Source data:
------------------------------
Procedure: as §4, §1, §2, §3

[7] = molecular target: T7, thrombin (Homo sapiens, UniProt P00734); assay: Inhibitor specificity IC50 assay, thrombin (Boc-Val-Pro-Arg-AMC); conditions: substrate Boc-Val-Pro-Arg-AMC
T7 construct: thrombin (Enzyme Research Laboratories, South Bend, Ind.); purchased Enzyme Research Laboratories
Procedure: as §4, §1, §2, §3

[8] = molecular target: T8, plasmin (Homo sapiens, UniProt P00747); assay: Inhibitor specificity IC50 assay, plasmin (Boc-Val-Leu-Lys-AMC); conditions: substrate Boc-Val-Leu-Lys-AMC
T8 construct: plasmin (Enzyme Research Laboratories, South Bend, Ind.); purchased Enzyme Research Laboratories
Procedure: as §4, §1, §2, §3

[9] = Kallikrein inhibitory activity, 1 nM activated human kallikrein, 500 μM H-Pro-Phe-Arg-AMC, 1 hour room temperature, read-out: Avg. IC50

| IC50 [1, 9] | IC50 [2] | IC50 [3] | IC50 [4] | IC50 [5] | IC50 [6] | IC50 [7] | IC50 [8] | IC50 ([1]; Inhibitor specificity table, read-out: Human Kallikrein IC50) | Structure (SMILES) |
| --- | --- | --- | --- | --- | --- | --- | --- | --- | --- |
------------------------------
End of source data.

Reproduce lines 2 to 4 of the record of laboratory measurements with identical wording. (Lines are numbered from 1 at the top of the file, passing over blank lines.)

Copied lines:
[7] = molecular target: T7, thrombin (Homo sapiens, UniProt P00734); assay: Inhibitor specificity IC50 assay, thrombin (Boc-Val-Pro-Arg-AMC); conditions: substrate Boc-Val-Pro-Arg-AMC
T7 construct: thrombin (Enzyme Research Laboratories, South Bend, Ind.); purchased Enzyme Research Laboratories
Procedure: as §4, §1, §2, §3